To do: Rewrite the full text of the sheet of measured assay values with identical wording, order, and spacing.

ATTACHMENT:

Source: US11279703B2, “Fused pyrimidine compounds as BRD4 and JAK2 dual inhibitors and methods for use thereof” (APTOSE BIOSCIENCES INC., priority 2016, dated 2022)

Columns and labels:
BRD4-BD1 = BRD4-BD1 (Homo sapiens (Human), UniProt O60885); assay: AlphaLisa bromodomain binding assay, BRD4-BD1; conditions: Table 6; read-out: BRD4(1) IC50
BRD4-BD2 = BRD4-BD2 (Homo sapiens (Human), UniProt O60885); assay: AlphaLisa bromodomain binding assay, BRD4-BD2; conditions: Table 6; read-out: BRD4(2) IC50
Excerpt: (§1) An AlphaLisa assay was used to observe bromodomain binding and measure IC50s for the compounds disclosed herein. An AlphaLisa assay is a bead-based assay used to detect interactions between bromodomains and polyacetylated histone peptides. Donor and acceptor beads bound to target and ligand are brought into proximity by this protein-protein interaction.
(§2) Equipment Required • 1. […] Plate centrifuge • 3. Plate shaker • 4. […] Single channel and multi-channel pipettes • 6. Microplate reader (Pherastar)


Source: US11279703B2, “Fused pyrimidine compounds as BRD4 and JAK2 dual inhibitors and methods for use thereof” (APTOSE BIOSCIENCES INC., priority 2016, dated 2022)

Columns and labels:
BRD4-BD1 = BRD4-BD1 (Homo sapiens (Human), UniProt O60885); assay: AlphaLisa bromodomain binding assay, BRD4-BD1; conditions: Table 6; read-out: BRD4(1) IC50
BRD4-BD2 = BRD4-BD2 (Homo sapiens (Human), UniProt O60885); assay: AlphaLisa bromodomain binding assay, BRD4-BD2; conditions: Table 6; read-out: BRD4(2) IC50
Excerpt: (§1) An AlphaLisa assay was used to observe bromodomain binding and measure IC50s for the compounds disclosed herein. An AlphaLisa assay is a bead-based assay used to detect interactions between bromodomains and polyacetylated histone peptides. Donor and acceptor beads bound to target and ligand are brought into proximity by this protein-protein interaction.
(§2) Equipment Required • 1. […] Plate centrifuge • 3. Plate shaker • 4. […] Single channel and multi-channel pipettes • 6. Microplate reader (Pherastar)